Day 1 of the three day ACF workshop “Urban Poor or Low Income Consumers?” heard from the program in Antananarivo, giving a tangible example of ‘Demonstrating Scalable Models delivered in Partnership with LSPs’, the first theme in the WSUP Results Chain.
In Tana, ACF has supported a partnership with water utility JIRAMA and others to ‘demonstrate models, which has resulted in 150 community WASH facilities, 1000’s of metres of cleared drainage canals to protect from flooding and help small artisans sell almost 2000 household latrines. In addition to better WASH services, there was minimal flooding during the last hurricane season and a program of reducing NRW has been replicated in another 6 towns by JIRAMA. After a review of similar experiences in Maputo, Nairobi, Naivasha and Kumasi, we used methods from the Human Centred Design Toolkit to extract over 50 key insights from the day which we are using to feed into WSUP’s first Urban Water and Sanitation Programming Guide. Key insights from the day were:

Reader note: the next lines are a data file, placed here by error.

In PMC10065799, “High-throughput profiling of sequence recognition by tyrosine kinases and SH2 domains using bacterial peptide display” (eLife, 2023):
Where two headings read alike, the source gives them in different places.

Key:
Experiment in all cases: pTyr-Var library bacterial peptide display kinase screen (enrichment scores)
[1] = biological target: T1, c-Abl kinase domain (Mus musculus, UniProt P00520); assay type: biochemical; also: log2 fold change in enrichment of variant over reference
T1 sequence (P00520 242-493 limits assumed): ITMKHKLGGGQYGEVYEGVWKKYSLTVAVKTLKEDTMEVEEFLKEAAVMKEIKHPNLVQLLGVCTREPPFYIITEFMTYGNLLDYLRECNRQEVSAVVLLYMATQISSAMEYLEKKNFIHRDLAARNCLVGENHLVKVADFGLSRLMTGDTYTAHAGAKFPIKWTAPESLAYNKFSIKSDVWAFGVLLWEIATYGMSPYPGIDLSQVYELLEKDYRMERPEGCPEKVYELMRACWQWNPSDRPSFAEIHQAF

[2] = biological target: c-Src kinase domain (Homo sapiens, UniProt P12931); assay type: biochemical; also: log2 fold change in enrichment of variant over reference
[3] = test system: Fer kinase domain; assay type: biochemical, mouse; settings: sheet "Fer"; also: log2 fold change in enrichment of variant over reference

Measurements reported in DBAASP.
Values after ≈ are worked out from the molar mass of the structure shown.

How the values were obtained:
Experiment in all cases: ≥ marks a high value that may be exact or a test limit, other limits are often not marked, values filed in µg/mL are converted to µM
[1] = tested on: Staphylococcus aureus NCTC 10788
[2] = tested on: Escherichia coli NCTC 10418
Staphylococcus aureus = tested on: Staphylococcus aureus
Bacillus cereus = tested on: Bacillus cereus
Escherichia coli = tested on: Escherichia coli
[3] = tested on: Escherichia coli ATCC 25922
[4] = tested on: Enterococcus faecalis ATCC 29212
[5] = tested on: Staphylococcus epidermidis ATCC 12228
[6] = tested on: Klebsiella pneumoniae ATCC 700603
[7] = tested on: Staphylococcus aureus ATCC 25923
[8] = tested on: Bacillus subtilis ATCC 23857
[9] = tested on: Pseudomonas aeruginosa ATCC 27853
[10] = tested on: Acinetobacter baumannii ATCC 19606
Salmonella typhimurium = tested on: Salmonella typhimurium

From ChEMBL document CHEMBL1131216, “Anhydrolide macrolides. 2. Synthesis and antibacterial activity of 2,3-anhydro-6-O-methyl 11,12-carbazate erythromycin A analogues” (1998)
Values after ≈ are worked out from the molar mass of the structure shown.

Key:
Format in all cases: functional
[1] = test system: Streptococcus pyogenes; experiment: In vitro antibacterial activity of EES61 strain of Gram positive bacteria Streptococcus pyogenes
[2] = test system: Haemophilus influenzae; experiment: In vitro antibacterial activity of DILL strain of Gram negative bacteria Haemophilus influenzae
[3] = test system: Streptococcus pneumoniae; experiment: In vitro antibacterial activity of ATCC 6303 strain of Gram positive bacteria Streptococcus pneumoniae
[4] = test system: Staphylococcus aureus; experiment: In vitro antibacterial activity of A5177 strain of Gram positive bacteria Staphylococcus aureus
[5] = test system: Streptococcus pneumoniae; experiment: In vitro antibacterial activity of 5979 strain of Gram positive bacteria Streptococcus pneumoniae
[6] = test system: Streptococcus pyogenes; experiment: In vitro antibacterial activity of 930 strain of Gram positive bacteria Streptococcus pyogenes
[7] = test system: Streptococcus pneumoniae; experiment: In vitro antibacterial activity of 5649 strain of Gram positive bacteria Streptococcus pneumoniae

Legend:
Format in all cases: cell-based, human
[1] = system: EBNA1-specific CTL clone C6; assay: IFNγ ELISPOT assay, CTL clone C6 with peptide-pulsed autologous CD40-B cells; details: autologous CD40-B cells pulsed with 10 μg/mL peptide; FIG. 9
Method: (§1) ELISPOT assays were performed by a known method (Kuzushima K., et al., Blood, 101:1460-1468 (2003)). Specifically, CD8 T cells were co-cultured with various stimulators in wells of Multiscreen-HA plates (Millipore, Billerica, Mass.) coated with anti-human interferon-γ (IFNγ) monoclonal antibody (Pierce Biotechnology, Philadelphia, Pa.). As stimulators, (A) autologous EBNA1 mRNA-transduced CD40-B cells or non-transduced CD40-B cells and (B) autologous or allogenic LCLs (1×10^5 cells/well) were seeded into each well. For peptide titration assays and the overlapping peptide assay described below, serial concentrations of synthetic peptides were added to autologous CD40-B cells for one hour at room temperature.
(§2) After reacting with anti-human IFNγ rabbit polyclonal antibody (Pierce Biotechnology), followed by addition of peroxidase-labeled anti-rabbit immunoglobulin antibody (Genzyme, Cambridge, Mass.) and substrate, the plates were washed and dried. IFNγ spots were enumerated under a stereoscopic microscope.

- Universal service coverage in a city is possible;
- The process is about partnerships and ways of brokering;
- There is a sequence to an urban program, though it must be flexible, iterative and opportunistic;
- The sequence can be tailored to each service provider: utility, municipality, community, private sector;
- It incorporates the four components from WSUP’s Theory of Change, which will vary in emphasis at different points in time: demonstrating scalable models; Building LSP capacity and institutional change; the mobilization of finance; and testing, learning and dissemination.
Today’s focus on utilities and the early phase of an intervention will tomorrow be rounded out to include other service providers and subsequent phases of a program lifecycle. Feedback is very welcome!
Guest Post by Alan Etherington, Senior Advisor to the ACF Program